Capital Cities/ABC is a large media and communications business involved in publishing newspapers and magazines, as well as operating and publishing for tv and radio stations, and cable programming.
(note: subsequent to Hagstrom's publishing of this book, Cap cities merged with Disney).
Starting in the 1960's (and for the next 30 years), Tom Murphy and Dan Burke were responsible for running Capital Cities. They were widely considered the best managers in the media business at the time. In particular, Murphy was known as a hands-off manager who hired the best and brightest people and generally let them run things the way they saw fit. However, Murphy would not hesitate to get involved if he saw costs rise. Murphy's ability to increase the cash flows of acquired businesses by cutting costs was well known in the industry.
Warren bought Berkshire's stake in the company while he was helping Tom Murphy do a merger deal between Capital Cities and ABC. To prevent from getting acquired post merger, Tom Murphy was looking for the right type of investor to help capitalize the deal to acquire ABC. Tom already had a good relationship with Warren Buffett and asked him to participate in the deal. Interestingly, Tom had asked Warren to be a director of Capital Cities some 15 years earlier, but Warren had declined. However, when Warren was asked again by Tom Murphy to become a director at Capital Cities during the ABC deal, Warren finally agreed.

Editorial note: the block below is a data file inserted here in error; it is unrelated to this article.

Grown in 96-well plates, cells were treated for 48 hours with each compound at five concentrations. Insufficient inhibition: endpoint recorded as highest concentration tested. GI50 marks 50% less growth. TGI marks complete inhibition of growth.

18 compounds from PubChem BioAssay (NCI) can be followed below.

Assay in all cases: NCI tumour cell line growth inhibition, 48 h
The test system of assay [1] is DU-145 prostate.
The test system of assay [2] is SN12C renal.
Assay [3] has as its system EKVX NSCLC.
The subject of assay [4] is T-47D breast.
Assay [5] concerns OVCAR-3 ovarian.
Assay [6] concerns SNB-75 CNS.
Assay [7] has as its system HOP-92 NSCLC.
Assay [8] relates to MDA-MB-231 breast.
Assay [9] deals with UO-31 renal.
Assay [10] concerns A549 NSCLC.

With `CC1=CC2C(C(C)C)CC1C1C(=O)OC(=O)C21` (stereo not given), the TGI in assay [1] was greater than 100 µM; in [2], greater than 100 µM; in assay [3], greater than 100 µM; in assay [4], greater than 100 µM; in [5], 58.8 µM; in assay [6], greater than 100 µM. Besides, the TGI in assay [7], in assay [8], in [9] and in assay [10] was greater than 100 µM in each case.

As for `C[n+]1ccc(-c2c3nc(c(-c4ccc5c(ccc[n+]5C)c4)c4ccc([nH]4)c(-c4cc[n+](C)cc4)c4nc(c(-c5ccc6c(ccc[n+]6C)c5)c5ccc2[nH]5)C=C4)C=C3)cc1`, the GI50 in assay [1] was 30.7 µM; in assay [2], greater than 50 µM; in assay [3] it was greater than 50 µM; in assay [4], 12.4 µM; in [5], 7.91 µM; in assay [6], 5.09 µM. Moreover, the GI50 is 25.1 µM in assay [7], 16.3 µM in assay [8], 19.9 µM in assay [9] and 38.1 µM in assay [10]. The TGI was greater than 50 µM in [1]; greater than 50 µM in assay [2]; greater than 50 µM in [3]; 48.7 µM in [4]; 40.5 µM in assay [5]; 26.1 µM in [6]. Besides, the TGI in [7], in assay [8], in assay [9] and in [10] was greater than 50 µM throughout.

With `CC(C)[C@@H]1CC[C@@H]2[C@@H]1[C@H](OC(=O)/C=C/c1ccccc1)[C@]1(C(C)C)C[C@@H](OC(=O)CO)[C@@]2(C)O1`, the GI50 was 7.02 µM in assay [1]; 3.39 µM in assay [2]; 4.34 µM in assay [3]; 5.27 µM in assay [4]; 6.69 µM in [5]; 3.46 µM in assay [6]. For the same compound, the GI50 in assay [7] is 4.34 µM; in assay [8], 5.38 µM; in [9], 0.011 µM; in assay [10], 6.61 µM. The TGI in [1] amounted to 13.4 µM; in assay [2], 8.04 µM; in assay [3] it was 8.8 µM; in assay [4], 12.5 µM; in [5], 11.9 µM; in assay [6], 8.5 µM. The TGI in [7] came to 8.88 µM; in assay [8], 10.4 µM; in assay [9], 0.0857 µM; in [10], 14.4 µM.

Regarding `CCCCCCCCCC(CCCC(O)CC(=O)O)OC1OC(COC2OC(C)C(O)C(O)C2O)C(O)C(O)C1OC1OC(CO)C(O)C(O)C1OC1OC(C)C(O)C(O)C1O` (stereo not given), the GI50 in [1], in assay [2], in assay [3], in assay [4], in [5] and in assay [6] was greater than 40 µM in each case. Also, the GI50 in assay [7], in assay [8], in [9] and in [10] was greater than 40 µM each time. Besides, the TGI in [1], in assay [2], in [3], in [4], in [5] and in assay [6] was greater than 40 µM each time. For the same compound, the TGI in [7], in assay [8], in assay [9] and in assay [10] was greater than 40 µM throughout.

Warren agreed to purchase three million newly issued shares (before the merger announcement) at a price of $172.50/share. In 1985, at the time of the deal, Capital Cities was averaging around 19 percent return on equity and had a 20 percent debt to capital ratio. In order to have had a margin of safety on the purchase price of $172.5/sh of Capital Cities, Warren likely had to believe that Tom Murphy would once again be able to increase cash flows by reducing expenses. Buffett is quoted as having said "I doubt if Ben's up there applauding me on this one".
Two important factors in Buffett's decision to purchase Capital Cities included 1) the competence and shareholder conscious attitude of Tom Murphy and Dan Burke, and 2) the healthy operating profits and ability to grow cash flows without a need for capital investment in excess of normal depreciation rates.
During 1985 to 1992, one dollar of retained earnings at Cap Cities/ABC resulted in the creation of $2.01 of market share. The market value of the company rose from $2.9 billion in 1985 to $8.4 billion in 1992.